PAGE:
The results report a contagion impact of the US subprime crisis (following the collapse of the Lehman Brothers) on the Indian and Russian stock markets only. On the other hand, a higher degree of interdependence between the US and Brazilian market has been observed. The US and Chinese equity markets indicate a relatively lower level of interdependence among themselves. The optimal hedge ratios are found to be most effective for a portfolio comprising the US and Chinese stocks even during the crisis period. A US investor should invest approximately 30 cents in the Indian market and rest of the 70 cents in the US market in a US$1 portfolio to minimize the portfolio risk without lowering the expected returns. During the crisis period (2007-2009), the optimal portfolio weights indicate a higher weightage to the BRIC stocks.

Practical implications

The results support the construction of optimal US–BRIC stock portfolios and provide an insight to the investors and policy makers both domestic as well as international, with regard to the contagion impact and interdependence, especially during a crisis period.

Originality/value

The study uses a DCC model in a multivariate framework instead of bivariate, wherein all the markets are factored into a single interaction framework across a very long period (2004-2014). Second, a heat map of monthly correlation combinations has been created for the period 2007-2009, to comprehend the contagion impact or interdependence among the markets. Finally, the study ascertains time-varying optimal hedge ratios and portfolio weights for a two asset portfolio, from a US investor viewpoint, making the study first of its kind in all the perspectives.

Details

International Journal of Law and Management, vol. 59 no. 5
Type: Research Article
ISSN: 1754-243X

Keywords

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Book part
Publication date: 8 August 2017

Lorenzo Fusaro

This paper attempts to critically question present IPE approaches and analyses that aim at assessing China’s role within the international political economy. Thus, unlike…

Abstract

This paper attempts to critically question present IPE approaches and analyses that aim at assessing China’s role within the international political economy. Thus, unlike common theorizations that see the country as being integrated within US hegemony (Panitch and Gindin) or those accounts that claim that we are already witnessing the “terminal crisis” of US hegemony accompanied by a hegemonic transition toward China (Arrighi), the paper will argue that China was able to gain “relative geopolitical autonomy” as a result of the revolutionary processes it went through and eventually assert itself as a contender state, now just in the process of challenging US hegemony. Dissatisfied with existent theorizations of hegemony, I will be drawing on the critical edition of Gramsci’s Quaderni and attempt to offer a new perspective regarding the conceptualization thereof. Thus applying the elaborated framework of analysis to the current situation, I argue that unlike the US’s ability to counter the challenge of its traditional imperial rivals Germany and Japan as they developed under the grip of US hegemony, the country is facing difficulties in countering China’s ascent. However, while maintaining that China does indeed represent a challenge to US hegemony, particularly in East Asia, I will argue that the idea of a “crisis of US hegemony” is premature as China remains distant from fully realizing hegemonic relations, even at the regional level.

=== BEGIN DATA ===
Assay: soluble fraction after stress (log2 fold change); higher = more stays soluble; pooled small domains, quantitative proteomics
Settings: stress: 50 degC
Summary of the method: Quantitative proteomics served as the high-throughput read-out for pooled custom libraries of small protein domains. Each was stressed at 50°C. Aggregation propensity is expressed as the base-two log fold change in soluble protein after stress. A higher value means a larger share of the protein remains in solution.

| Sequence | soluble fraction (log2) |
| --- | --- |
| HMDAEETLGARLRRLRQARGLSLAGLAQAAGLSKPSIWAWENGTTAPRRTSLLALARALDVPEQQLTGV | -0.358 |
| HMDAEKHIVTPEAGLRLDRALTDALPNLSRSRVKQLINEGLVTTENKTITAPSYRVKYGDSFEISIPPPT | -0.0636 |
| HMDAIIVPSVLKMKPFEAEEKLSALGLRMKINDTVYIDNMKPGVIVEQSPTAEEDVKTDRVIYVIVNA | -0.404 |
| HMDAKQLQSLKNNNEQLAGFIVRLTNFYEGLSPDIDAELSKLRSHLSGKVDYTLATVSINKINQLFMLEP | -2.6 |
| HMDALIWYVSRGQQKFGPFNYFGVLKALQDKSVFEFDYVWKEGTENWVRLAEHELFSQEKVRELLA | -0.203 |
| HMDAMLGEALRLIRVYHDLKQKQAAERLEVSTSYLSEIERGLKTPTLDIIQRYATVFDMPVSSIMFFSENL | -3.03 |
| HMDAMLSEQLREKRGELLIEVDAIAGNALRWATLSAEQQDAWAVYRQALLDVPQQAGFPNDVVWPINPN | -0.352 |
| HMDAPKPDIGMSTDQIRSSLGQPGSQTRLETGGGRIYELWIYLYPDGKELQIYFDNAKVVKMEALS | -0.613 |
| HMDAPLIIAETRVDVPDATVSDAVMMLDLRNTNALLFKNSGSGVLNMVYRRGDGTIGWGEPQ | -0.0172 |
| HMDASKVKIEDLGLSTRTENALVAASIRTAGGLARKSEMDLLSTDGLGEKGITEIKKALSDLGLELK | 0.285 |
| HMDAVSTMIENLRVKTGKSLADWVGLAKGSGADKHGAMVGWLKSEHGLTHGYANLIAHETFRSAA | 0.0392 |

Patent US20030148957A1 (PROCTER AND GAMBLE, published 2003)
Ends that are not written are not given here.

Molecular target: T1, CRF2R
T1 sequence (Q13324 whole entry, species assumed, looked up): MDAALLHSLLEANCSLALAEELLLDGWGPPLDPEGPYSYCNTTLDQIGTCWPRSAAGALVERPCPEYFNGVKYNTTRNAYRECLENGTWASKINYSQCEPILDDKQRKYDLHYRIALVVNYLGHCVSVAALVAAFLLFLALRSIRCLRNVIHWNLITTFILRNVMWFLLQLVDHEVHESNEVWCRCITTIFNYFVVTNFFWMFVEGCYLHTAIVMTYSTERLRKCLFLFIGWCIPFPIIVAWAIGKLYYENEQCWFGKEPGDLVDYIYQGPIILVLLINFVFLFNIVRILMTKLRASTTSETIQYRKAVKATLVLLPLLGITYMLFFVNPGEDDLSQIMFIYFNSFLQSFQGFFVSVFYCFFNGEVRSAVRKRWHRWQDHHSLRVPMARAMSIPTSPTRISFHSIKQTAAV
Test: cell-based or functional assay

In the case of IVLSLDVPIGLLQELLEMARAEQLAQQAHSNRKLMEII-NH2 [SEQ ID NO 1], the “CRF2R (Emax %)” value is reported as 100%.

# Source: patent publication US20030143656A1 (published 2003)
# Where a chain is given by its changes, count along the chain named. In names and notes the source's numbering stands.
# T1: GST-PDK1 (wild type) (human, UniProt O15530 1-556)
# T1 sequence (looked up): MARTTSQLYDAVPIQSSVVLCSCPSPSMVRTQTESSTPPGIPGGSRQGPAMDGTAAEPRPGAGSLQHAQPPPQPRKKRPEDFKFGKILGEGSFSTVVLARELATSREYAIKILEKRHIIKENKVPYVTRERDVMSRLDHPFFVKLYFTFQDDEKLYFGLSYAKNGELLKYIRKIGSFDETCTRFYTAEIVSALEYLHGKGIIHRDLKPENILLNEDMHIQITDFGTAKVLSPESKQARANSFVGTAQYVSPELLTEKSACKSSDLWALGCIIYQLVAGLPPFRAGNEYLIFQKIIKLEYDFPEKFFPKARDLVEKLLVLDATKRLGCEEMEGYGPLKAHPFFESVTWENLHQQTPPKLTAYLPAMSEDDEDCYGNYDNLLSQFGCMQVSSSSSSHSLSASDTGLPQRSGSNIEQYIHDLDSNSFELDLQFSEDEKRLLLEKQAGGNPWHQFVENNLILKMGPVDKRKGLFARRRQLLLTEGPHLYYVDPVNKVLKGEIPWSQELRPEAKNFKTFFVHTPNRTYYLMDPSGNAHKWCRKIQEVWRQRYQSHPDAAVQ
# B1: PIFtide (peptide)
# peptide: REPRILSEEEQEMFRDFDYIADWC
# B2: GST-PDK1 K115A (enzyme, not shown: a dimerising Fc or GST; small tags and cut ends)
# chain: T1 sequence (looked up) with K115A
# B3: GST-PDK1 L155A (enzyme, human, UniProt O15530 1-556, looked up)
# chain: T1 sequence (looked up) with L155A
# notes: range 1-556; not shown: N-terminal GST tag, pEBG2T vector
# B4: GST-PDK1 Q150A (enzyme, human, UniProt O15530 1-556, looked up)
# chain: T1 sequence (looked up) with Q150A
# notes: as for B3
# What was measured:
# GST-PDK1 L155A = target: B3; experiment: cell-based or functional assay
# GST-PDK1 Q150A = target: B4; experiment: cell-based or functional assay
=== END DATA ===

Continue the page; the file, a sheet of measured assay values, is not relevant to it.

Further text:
Details

Return of Marxian Macro-Dynamics in East Asia
Type: Book
ISBN: 978-1-78714-477-4

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Article
Publication date: 24 September 2020

Kerry Liu

On May 24, 2019, the People’s Bank of China (China’s central bank) announced that the Baoshang Bank had been taken over because of credit risk. The Baoshang Bank failure…

Abstract

Purpose

On May 24, 2019, the People’s Bank of China (China’s central bank) announced that the Baoshang Bank had been taken over because of credit risk. The Baoshang Bank failure has caused concerns over the stability of the Chinese financial system and the Chinese economy. This study aims to examine the case of Baoshang Bank’s failure and its theoretical implications including the relation between ownership structure and bank performance, the monetary transmission during a banking crisis and the market response to Baoshang Bank failure. Then this study discusses policy implications.